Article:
Intellectual property (IP) can be a valuable asset to your business and a vital element of your competitive advantage. Effective intellectual property management ensures that you have the right intellectual property protection and can effectively exploit your IP.
The first step to effective intellectual property management is an intellectual property audit – identifying the key IP your business owns.
Intellectual property typically includes innovative products, designs, processes and so on. Your IP also includes various aspects of your brand – from brand names and logos to your reputation generally. The special know-how and trade secrets you have – for example, your business plan and the data you hold on customers – can also be important forms of IP.
At the same time as identifying your intellectual property, you should aim to assess how much the IP is worth to you. It will only be worthwhile investing time and money in protecting your intellectual property if you can exploit it profitably.
Some forms of intellectual property are automatically protected. For example, original works such as books and new music are automatically protected by copyright, many new designs are protected by design right and so on. You are also protected to some extent against ‘passing off’ by other businesses trying to cash in on your reputation.
But in many cases, intellectual property protection is not automatic – or stronger forms of protection are available. Options can include patenting inventions and registering designs or trade marks. For example, you might want to register your business name as a trade mark.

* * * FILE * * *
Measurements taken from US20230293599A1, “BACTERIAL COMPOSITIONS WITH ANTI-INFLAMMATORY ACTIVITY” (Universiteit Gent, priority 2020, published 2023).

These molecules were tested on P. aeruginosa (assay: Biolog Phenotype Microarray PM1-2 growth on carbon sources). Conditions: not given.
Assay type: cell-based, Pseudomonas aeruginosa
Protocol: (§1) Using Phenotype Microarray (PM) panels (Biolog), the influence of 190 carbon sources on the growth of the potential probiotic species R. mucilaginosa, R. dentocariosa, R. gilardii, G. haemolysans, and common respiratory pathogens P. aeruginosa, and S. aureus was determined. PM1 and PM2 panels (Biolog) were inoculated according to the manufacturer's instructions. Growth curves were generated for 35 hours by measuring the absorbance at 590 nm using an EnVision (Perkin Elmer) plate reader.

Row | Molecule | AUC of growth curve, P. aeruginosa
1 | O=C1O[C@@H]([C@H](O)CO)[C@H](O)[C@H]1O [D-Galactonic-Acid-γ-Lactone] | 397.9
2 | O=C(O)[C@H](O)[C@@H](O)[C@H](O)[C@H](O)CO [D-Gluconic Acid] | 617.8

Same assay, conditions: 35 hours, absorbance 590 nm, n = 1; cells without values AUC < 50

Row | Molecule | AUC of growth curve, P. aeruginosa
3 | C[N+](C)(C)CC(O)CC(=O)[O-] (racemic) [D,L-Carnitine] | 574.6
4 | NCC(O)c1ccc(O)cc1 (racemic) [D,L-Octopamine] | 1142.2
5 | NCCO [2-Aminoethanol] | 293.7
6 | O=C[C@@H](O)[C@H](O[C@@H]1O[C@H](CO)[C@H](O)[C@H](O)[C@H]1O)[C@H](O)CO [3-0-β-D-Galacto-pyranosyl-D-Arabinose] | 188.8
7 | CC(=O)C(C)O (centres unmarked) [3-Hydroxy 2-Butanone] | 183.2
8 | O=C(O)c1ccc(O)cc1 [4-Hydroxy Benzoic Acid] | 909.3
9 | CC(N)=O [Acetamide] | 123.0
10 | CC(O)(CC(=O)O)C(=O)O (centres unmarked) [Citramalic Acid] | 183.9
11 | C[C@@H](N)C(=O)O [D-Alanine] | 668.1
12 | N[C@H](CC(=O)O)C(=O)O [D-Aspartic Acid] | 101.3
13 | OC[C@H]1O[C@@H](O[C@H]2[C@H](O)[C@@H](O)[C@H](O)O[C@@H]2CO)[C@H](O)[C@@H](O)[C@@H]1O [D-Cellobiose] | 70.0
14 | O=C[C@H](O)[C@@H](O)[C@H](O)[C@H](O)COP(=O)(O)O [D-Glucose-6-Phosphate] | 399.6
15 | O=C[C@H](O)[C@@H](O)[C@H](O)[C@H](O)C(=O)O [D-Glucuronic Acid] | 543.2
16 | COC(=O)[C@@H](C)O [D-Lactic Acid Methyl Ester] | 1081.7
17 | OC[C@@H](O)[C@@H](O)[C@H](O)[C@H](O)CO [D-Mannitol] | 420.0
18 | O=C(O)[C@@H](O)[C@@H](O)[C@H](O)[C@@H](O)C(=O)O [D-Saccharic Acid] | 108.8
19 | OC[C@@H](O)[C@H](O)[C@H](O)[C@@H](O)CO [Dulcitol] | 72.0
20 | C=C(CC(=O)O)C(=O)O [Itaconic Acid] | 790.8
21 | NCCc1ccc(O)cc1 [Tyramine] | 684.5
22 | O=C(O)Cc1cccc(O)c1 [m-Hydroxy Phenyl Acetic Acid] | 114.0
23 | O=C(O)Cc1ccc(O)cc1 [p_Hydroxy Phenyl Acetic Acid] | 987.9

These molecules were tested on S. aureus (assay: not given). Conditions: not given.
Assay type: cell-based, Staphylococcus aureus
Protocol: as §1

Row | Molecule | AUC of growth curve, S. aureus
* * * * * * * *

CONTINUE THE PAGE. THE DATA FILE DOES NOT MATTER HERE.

Obtaining these kinds of IP protection typically requires you to show that your intellectual property is original, and to pay the appropriate fees to the Intellectual Property Office. If you plan to exploit your intellectual property internationally, you may want to pay additional fees for protection overseas.
Keeping information confidential can be an alternative form of IP protection. Suitable employment contracts, confidentiality agreements and so on can help protect your trade secrets.
You can exploit your intellectual property yourself — for example, by manufacturing and selling your patented product. Alternatively, you might licence or assign (sell) your intellectual property to another business that can exploit it more effectively. In a similar way, franchising your business to independent franchisees can be an effective way of exploiting your brand and know-how.
At the same time, you need to remain vigilant to protect the value of your intellectual property. Other businesses may well infringe your intellectual property rights. It’s up to you to detect infringements and take action to enforce your rights. You will need to take advice on the best options, trying to avoid costly and risky litigation.
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